Dana Mihailescu

Fulbright Student, 2008-2009

The Gift of America – A Sojourner's Scattered Thoughts

Three weeks before the termination of my Fulbright grant at Brandeis University I received an unexpected gift – The Prophet, a book of poems by Lebanese-born Kahlil Gibran whose opening lines eerily turned out to speak my own mind. Indeed, similar to my case, as Gibran's alter-ego was on the verge of returning to his place of birth strong feelings for the city to be left behind poured out and cried,

"How shall I go in peace and without sorrow? Nay, not without a wound in the spirit shall I leave this city. (...) Too many fragments of the spirit have I scattered in these streets, and too many are the children of my longing that walk naked among these hills, and I cannot withdraw from them without a burden and an ache. It is not a garment I cast off this day, but a skin that I tear with my own hands. Nor is it a thought I leave behind me, but a heart made sweet with hunger and with thirst." (Gibran, The Prophet)

Like Gibral's Prophet, then, I will begin at the very end of my Fulbright American experience, and will confess that my time at Brandeis has taken up invaluably endearing and unsettling contours. This is because Brandeis turned out to be an extraordinary institution that tirelessly promotes the spirit of community and cooperation across ethnic, national or gender lines; the openness of both the faculty and students and the willingness to permanently assist and encourage productive debates has made me cherish every moment of my stay. Moreover, thanks to its location in the immediate vicinity of Boston, Brandeis offers extraordinary opportunities for students and researchers since it is well-known that the Massachusetts area is the hub of America's academic life with over 120 universities whose libraries are inestimable resource centers and whose cultural institutes offer a wide array of innovative art-related events, from theater shows to opera performances and film festivals. Not to mention that this is the perfect location for attending top notch conferences and events – to give just an example, in 2008-2009, I was fortunate enough to present papers at two wonderfully organized conferences – the North-Eastern Modern Language Association event organized by the University of Boston and the American Comparative Literature Association meeting at Harvard. Thanks to all this came to life the gift of America for me – namely the open-minded, multicultural atmosphere of everyday life out of which responsible humanity has all the chances to sprout and develop. And hence my mixed feelings on departure – my happiness for the privilege to have experienced all this and to be able and carry some of this spirit back with me, my sadness for having to leave behind such wonderful people and sights.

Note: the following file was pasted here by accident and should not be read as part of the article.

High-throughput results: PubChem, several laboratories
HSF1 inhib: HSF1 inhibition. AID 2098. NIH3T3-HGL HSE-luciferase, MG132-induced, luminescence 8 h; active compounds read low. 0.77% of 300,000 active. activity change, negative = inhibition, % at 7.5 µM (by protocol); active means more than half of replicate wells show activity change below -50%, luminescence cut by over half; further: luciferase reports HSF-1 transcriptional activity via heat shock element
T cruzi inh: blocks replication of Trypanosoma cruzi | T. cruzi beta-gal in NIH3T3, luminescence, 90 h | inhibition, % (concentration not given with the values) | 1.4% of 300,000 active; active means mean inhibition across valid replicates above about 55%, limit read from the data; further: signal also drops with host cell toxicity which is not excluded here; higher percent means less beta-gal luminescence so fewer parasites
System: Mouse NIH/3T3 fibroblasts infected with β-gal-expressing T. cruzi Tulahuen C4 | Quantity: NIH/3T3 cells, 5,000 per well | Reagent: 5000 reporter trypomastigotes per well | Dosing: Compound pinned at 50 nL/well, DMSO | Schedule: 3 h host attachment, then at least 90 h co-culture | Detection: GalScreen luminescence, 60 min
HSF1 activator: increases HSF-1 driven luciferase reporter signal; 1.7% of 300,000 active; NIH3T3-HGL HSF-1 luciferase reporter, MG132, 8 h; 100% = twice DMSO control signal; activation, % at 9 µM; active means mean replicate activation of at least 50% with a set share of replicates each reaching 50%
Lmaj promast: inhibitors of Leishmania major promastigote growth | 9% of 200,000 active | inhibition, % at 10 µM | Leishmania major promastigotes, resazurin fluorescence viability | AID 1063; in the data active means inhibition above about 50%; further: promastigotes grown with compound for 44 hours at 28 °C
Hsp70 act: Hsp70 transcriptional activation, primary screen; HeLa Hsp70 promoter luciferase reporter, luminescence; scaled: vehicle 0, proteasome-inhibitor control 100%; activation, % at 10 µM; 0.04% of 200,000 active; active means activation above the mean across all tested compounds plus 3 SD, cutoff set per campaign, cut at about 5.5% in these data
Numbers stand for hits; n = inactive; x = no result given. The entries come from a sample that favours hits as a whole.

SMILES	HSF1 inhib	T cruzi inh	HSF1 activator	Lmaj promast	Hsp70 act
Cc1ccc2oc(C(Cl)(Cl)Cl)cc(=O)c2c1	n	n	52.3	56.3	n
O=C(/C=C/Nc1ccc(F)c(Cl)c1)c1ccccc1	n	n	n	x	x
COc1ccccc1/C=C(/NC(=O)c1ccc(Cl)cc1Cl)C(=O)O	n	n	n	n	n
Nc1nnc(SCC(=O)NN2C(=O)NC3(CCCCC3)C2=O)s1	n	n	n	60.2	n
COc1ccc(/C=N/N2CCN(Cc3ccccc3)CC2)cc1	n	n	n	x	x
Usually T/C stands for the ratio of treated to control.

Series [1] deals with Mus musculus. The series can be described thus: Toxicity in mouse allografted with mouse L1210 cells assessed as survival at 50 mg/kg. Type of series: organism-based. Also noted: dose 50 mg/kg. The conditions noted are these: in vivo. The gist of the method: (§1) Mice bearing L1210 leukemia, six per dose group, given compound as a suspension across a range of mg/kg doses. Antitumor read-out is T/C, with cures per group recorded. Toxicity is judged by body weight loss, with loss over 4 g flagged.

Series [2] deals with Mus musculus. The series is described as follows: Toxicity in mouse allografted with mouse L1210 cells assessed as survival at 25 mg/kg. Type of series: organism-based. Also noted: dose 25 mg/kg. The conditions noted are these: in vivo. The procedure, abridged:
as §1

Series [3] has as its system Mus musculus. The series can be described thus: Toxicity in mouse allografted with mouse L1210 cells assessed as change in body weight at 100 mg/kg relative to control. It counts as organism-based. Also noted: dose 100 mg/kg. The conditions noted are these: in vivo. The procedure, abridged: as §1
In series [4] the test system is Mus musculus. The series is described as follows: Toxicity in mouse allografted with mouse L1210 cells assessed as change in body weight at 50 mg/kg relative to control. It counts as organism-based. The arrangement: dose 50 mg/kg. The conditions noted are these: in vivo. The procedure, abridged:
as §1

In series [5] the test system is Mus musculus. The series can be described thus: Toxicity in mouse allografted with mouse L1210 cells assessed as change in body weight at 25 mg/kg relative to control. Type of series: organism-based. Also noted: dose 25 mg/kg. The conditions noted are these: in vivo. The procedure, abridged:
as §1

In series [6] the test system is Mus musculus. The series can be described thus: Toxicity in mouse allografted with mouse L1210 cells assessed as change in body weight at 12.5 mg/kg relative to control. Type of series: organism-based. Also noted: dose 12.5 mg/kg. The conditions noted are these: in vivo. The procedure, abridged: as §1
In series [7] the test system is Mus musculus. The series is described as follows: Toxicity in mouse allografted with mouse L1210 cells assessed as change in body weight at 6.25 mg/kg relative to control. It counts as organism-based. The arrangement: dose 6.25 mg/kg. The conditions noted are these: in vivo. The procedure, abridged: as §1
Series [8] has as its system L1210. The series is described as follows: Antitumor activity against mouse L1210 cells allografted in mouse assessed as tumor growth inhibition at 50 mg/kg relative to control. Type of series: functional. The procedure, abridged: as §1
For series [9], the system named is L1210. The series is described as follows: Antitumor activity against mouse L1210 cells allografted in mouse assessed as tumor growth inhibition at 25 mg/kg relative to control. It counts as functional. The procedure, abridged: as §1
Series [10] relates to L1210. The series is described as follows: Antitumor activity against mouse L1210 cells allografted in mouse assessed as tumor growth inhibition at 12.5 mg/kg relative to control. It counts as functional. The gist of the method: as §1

In America on Foot

Finally, one of the most picturesque aspects of my stay in the States had to do with Waltham's public transportation system. From Northern Waltham – where I was staying – to Southern Waltham – where Brandeis University was located, one would need to take a one-per-hour bus and then wait for the university shuttle coming every forty minutes. As a result, getting to Brandeis would take one at least an hour. Oddly enough, I was to discover that it took the same amount of time to walk between the two locations and, since this latter possibility gave me total independence from set departure times, I became a pedestrian. And so I managed to get a feeling of what it must have meant to be a fusgeyer a century ago. [Fusgeyers (Yiddish for pedestrians) had been groups of mainly Romanian Jews who organized themselves and started out for America around 1900, in search of a better life and in the attempt to escape persecution.] How exciting to feel a bit of a fusgeyer, this time in the America of the twenty-first century, and definitely not because of persecution but simply out of a sense of practicality and unfortunate timetables! In 1899-1900, the Jews had started "to America on foot;" in 2008-2009 I was in America on foot, on a Fulbright research grant for writing my PhD thesis on the literature of early twentieth-century Eastern European Jewish immigrants to America. Isn't it strange how past history sometimes resonates with the present in unexpected and fascinating ways? Indeed, I came to envision this sort of encounter as an encouraging, insightful invitation to open and better grasp the gates of the past. And, perhaps, it is this eerie analogy that has made my memory of walking in America such an endearing keepsake that I will not forget any time soon!

My fulbright experience

  • 1
  • 2
  • 3
  • 4
  • 5
  • 6
  • 7
  • 8
  • 9
  • 10
  • 11
  • 12
  • 13
  • 14
  • 15
  • 16
  • 17

Students at the advising center

  • 1
  • 2
  • 3
  • 4
  • 5
  • 6
  • 7

Romanian-U.S. Fulbright Commission

Adress: 2 Ing. Nicolae Costinescu Street, sector 1, Bucharest, Romania
Phone: 021.230.77.19
Fax: 021.230.77.38
E-mail: office@fulbright.ro

Fulbright Educational Advising Center

Phone: 021.231.90.15
E-mail: feac@fulbright.ro

 Public hours

Tuesday: 1:00 PM - 7:00 PM
 Wednesday: 1:00 PM - 5:00 PM
 Thursday: 1:00 PM - 5:00 PM